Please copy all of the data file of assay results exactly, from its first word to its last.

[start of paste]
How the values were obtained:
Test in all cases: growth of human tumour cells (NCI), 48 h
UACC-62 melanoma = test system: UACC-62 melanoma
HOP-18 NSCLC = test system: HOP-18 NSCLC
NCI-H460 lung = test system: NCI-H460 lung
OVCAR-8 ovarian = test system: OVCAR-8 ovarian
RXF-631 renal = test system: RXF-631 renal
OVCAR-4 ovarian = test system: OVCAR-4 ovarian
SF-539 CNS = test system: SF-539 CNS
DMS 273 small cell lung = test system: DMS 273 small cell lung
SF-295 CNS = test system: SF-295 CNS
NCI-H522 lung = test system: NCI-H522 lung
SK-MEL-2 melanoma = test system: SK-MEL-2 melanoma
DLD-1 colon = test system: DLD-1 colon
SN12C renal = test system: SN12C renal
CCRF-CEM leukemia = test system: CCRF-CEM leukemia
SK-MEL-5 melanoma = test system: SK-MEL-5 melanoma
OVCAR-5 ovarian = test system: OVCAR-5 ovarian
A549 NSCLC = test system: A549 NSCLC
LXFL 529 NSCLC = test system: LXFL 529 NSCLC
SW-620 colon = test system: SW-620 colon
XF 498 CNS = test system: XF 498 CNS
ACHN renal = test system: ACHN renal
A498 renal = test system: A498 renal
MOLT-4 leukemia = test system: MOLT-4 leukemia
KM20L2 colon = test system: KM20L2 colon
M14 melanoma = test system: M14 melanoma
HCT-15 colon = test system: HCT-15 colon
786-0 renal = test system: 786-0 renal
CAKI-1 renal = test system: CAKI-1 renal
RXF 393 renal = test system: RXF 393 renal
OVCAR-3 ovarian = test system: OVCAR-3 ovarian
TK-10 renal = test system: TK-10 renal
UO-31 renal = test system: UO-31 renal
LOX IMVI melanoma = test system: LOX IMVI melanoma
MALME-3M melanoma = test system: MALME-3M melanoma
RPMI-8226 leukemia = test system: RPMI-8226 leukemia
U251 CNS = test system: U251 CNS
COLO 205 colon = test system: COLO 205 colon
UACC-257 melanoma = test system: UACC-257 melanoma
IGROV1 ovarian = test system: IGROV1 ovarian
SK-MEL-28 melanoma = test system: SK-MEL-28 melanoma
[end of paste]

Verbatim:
How the values were obtained:
Test in all cases: growth of human tumour cells (NCI), 48 h
UACC-62 melanoma = test system: UACC-62 melanoma
HOP-18 NSCLC = test system: HOP-18 NSCLC
NCI-H460 lung = test system: NCI-H460 lung
OVCAR-8 ovarian = test system: OVCAR-8 ovarian
RXF-631 renal = test system: RXF-631 renal
OVCAR-4 ovarian = test system: OVCAR-4 ovarian
SF-539 CNS = test system: SF-539 CNS
DMS 273 small cell lung = test system: DMS 273 small cell lung
SF-295 CNS = test system: SF-295 CNS
NCI-H522 lung = test system: NCI-H522 lung
SK-MEL-2 melanoma = test system: SK-MEL-2 melanoma
DLD-1 colon = test system: DLD-1 colon
SN12C renal = test system: SN12C renal
CCRF-CEM leukemia = test system: CCRF-CEM leukemia
SK-MEL-5 melanoma = test system: SK-MEL-5 melanoma
OVCAR-5 ovarian = test system: OVCAR-5 ovarian
A549 NSCLC = test system: A549 NSCLC
LXFL 529 NSCLC = test system: LXFL 529 NSCLC
SW-620 colon = test system: SW-620 colon
XF 498 CNS = test system: XF 498 CNS
ACHN renal = test system: ACHN renal
A498 renal = test system: A498 renal
MOLT-4 leukemia = test system: MOLT-4 leukemia
KM20L2 colon = test system: KM20L2 colon
M14 melanoma = test system: M14 melanoma
HCT-15 colon = test system: HCT-15 colon
786-0 renal = test system: 786-0 renal
CAKI-1 renal = test system: CAKI-1 renal
RXF 393 renal = test system: RXF 393 renal
OVCAR-3 ovarian = test system: OVCAR-3 ovarian
TK-10 renal = test system: TK-10 renal
UO-31 renal = test system: UO-31 renal
LOX IMVI melanoma = test system: LOX IMVI melanoma
MALME-3M melanoma = test system: MALME-3M melanoma
RPMI-8226 leukemia = test system: RPMI-8226 leukemia
U251 CNS = test system: U251 CNS
COLO 205 colon = test system: COLO 205 colon
UACC-257 melanoma = test system: UACC-257 melanoma
IGROV1 ovarian = test system: IGROV1 ovarian
SK-MEL-28 melanoma = test system: SK-MEL-28 melanoma